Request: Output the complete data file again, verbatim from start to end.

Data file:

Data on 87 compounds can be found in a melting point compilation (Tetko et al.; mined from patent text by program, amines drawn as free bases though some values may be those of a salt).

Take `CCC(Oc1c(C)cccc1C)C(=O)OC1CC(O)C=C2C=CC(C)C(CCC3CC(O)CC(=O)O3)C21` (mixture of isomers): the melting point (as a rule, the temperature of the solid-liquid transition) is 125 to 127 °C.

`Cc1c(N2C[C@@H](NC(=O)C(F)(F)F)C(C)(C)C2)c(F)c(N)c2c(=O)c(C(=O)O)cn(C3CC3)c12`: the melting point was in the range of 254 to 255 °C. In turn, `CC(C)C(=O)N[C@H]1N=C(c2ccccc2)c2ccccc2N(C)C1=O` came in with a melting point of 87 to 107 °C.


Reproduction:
Data on 87 compounds can be found in a melting point compilation (Tetko et al.; mined from patent text by program, amines drawn as free bases though some values may be those of a salt).

Take `CCC(Oc1c(C)cccc1C)C(=O)OC1CC(O)C=C2C=CC(C)C(CCC3CC(O)CC(=O)O3)C21` (mixture of isomers): the melting point (as a rule, the temperature of the solid-liquid transition) is 125 to 127 °C.

`Cc1c(N2C[C@@H](NC(=O)C(F)(F)F)C(C)(C)C2)c(F)c(N)c2c(=O)c(C(=O)O)cn(C3CC3)c12`: the melting point was in the range of 254 to 255 °C. In turn, `CC(C)C(=O)N[C@H]1N=C(c2ccccc2)c2ccccc2N(C)C1=O` came in with a melting point of 87 to 107 °C.